House of Assembly: Wednesday, April 10, 2024


Parliamentary Committees (Aboriginal Affairs Committee) Amendment Bill

Second Reading

Adjourned debate on second reading.

(Continued from 6 March 2024.)

Mr PEDERICK (Hammond) (10:49): I rise on this proposal to replace what was an excellent committee in this parliament, the Aboriginal Lands Parliamentary Standing Committee. The Parliamentary Committees (Aboriginal Affairs Committee) Amendment Bill should be voted through so that we can reach out to our Aboriginal communities and have the ability to visit communities under the auspices of the parliament and look at issues, as we did. I certainly did so in the time that I was on the Aboriginal Lands Parliamentary Standing Committee, and I learnt some interesting information along the way.

As I said, this would introduce a new Aboriginal affairs standing committee by amending the Parliamentary Committees Act 1991. The First Nations Voice Act 2023 repealed the Aboriginal Lands Parliamentary Standing Committee Act 2003, and that act—the Aboriginal Lands Parliamentary Standing Committee Act—established the Aboriginal Lands Parliamentary Standing Committee, whose functions were:

(a) to review the operation of the Aboriginal Lands Trust Act 2013, the Maralinga Tjarutja Land Rights Act 1984 and the Anangu Pitjantjatjara Yankunytjatjara Land Rights Act 1981; and

(b) to inquire into matters affecting the interests of the traditional owners of the lands; and

(c) to inquire into the manner in which the lands are being managed, used and controlled; and

(d) to inquire into matters concerning the health, housing, education, economic development, employment or training of Aboriginal people—

among other matters.

The recommendation, and what we are saying here from our side of the house, is to re-establish this Aboriginal Lands Parliamentary Standing Committee with an expanded scope to cover all Aboriginal affairs, and this bill would put into effect that outcome.

Clause 2 of the bill would insert new part 5F into the act to establish the Aboriginal Affairs Committee, its membership and its functions. Section 15Q would provide for the committee to be comprised of three members of the House of Assembly (two government and one opposition) and three members of the Legislative Council (one government, one opposition and one crossbench) so it would be a tripartisan committee as it was previously.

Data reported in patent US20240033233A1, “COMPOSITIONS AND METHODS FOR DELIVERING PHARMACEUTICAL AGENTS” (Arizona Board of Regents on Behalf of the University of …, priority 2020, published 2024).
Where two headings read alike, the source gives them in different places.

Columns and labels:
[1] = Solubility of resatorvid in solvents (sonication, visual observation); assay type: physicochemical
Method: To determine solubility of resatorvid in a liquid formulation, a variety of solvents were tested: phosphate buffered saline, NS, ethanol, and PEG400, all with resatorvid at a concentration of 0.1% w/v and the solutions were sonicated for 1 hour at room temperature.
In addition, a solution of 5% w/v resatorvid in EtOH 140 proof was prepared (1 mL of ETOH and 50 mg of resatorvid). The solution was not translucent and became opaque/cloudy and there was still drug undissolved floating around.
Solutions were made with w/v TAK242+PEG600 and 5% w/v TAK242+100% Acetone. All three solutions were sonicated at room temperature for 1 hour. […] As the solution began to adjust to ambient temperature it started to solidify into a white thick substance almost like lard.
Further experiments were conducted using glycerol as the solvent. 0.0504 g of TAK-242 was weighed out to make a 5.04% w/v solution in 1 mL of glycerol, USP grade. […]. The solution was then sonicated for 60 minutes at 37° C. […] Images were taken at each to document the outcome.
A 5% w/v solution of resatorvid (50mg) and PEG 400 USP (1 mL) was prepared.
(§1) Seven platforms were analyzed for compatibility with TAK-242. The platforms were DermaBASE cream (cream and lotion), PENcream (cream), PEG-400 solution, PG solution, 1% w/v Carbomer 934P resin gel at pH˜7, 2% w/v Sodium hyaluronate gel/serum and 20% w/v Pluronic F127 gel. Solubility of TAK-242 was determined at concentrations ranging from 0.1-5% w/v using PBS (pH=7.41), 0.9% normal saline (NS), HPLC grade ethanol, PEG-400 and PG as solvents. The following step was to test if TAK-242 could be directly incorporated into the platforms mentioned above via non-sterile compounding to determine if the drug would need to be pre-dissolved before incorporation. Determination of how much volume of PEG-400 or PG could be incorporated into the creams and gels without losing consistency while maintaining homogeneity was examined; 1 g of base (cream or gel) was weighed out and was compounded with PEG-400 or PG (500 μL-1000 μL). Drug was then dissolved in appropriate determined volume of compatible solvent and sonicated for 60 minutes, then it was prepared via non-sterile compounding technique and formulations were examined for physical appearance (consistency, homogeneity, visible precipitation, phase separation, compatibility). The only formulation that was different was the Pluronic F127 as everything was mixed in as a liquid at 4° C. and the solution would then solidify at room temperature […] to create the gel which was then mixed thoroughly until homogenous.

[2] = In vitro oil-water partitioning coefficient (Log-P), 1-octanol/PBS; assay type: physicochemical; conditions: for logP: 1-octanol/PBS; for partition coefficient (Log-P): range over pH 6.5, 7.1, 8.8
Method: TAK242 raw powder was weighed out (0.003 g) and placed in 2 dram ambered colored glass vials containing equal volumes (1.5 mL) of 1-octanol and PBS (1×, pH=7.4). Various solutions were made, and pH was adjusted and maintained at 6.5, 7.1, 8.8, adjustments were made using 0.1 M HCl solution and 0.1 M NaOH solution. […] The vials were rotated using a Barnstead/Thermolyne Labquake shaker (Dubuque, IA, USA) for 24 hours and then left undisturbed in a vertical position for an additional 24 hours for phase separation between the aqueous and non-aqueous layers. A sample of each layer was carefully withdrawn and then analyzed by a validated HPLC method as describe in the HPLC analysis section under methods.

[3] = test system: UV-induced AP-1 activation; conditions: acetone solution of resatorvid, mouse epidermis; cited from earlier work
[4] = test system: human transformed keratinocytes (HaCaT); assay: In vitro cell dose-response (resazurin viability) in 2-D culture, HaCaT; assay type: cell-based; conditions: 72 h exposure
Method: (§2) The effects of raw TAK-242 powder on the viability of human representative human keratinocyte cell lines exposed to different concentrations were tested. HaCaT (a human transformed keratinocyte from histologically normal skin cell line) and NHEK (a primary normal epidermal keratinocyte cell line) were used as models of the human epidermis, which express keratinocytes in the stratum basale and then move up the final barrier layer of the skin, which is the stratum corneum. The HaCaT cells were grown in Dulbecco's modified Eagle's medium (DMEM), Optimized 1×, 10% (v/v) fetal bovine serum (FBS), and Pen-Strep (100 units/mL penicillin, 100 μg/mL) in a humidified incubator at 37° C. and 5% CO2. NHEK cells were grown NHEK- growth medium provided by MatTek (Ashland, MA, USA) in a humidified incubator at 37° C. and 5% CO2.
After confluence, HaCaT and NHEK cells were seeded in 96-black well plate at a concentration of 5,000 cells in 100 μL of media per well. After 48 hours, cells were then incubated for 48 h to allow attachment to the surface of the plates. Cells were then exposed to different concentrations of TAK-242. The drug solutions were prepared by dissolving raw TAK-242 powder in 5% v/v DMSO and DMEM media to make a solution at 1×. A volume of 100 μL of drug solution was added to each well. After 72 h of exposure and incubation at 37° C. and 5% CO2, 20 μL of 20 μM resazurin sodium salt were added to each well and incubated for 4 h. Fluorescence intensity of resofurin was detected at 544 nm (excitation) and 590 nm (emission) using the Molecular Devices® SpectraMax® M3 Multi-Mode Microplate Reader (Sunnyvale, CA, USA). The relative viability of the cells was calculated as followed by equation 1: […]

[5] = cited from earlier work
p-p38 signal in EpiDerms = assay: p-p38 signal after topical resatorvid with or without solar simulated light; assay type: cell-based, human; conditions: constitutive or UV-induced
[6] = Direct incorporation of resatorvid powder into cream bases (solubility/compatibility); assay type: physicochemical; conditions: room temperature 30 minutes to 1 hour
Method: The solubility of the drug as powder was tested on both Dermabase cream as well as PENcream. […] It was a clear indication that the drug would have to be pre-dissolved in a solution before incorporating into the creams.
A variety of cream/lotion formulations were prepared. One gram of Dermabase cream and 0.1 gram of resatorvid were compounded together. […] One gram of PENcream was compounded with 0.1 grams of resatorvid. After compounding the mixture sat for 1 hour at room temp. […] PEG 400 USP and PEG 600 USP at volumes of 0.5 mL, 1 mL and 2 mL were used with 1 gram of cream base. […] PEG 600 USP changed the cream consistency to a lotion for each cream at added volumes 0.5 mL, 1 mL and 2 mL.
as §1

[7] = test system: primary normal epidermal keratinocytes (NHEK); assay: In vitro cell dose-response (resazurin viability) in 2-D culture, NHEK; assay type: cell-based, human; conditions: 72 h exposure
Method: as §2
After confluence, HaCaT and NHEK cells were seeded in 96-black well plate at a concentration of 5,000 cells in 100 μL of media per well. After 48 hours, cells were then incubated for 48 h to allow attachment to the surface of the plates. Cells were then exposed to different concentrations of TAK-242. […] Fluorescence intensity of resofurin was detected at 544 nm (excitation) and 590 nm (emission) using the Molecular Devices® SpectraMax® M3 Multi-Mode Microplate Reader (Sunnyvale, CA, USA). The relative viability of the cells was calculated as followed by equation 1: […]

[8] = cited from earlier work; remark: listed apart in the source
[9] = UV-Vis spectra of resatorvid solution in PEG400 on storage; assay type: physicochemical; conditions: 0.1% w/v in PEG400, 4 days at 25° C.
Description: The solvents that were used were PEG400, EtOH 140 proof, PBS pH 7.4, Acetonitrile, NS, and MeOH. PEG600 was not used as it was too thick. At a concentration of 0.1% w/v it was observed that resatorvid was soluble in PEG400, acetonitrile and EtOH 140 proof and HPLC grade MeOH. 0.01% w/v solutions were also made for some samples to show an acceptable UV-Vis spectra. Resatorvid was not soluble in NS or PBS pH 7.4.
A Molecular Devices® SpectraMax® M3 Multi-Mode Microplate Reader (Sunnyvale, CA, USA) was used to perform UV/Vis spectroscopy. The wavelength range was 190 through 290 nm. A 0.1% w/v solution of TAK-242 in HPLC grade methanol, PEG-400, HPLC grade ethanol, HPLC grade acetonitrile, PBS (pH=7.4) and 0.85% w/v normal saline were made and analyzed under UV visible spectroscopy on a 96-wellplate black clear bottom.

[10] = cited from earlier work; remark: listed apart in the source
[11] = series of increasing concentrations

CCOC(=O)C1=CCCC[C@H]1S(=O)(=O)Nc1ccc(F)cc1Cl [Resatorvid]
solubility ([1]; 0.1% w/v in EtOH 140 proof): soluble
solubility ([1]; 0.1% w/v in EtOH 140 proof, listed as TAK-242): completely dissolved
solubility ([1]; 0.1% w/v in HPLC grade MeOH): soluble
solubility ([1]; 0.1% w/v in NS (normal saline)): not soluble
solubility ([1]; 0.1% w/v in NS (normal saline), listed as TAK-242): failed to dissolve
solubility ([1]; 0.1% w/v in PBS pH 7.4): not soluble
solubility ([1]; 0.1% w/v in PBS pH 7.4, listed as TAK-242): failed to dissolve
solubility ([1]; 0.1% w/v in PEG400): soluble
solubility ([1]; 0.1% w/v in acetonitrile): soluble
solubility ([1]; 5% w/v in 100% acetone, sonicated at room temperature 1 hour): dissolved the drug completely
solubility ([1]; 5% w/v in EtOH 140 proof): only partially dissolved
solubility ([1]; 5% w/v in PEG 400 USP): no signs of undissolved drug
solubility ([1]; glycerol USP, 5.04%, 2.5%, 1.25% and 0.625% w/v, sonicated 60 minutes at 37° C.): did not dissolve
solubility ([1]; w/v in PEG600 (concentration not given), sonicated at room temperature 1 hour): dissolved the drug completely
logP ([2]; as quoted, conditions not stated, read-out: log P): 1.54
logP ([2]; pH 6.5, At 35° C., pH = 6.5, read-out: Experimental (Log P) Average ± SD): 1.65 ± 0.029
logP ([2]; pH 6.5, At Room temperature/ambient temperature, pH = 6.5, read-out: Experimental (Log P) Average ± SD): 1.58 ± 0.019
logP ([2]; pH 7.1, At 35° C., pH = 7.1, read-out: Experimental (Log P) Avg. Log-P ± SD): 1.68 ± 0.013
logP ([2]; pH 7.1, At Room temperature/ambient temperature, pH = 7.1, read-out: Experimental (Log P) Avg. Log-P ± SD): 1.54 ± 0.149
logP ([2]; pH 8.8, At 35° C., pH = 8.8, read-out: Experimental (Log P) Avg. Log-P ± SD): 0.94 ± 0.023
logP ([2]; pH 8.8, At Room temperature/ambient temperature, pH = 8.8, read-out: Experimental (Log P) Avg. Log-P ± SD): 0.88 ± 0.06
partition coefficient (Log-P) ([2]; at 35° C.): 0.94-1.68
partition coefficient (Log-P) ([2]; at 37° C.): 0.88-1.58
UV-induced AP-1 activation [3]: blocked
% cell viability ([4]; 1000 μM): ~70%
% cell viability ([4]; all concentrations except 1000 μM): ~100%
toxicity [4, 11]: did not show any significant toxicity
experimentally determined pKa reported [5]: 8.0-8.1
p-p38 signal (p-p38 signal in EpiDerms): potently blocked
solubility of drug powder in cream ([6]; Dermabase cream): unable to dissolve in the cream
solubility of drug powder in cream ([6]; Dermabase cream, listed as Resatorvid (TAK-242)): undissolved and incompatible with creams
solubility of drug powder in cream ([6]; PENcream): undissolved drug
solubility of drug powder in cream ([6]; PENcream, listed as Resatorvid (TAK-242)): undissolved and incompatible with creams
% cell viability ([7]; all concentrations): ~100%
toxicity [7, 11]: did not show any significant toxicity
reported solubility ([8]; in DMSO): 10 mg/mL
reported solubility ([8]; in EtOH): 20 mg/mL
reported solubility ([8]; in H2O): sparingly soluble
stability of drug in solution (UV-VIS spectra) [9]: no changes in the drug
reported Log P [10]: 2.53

Section 15R would establish the functions of the committee to review the operations of the Aboriginal Lands Trust Act 2013, the Maralinga Tjarutja Land Rights Act 1984 and the Anangu Pitjantjatjara Yankunytjatjara Land Rights Act 1981 and to inquire into matters affecting Aboriginal Australians, and any other matters or functions referred to it by the parliament.

What we saw in the government's haste to legislate for the First Nations Voice is that it failed to amend the Parliamentary Remuneration Act 1990, to remove reference to the additional salary for the Presiding Member of the Aboriginal Lands Parliamentary Standing Committee, and schedule 1 of the bill would amend the Parliamentary Remuneration Act 1990 to refer to the proposed Aboriginal affairs committee.

In my time that I had—and I wish it had been longer—with the Aboriginal Lands Parliamentary Standing Committee, we had some great insights into how communities are operated, their governance or lack thereof, because we were certainly doing an inquiry into governance of Aboriginal corporations and Aboriginal communities. We certainly had some great trips around to see people on site.

Sadly, I have not had the opportunity go right into the lands, apart from obviously living in a community where there is quite a large Aboriginal population around Coomandook, Meningie and Murray Bridge—I played footy against them, with them. Certainly, the Aboriginal population were very respectful during the federal Voice campaign; in fact, they were the most respectful people I had dealt with over that campaign, whereas some others were a little bit out of control in my mind, but we will leave that there.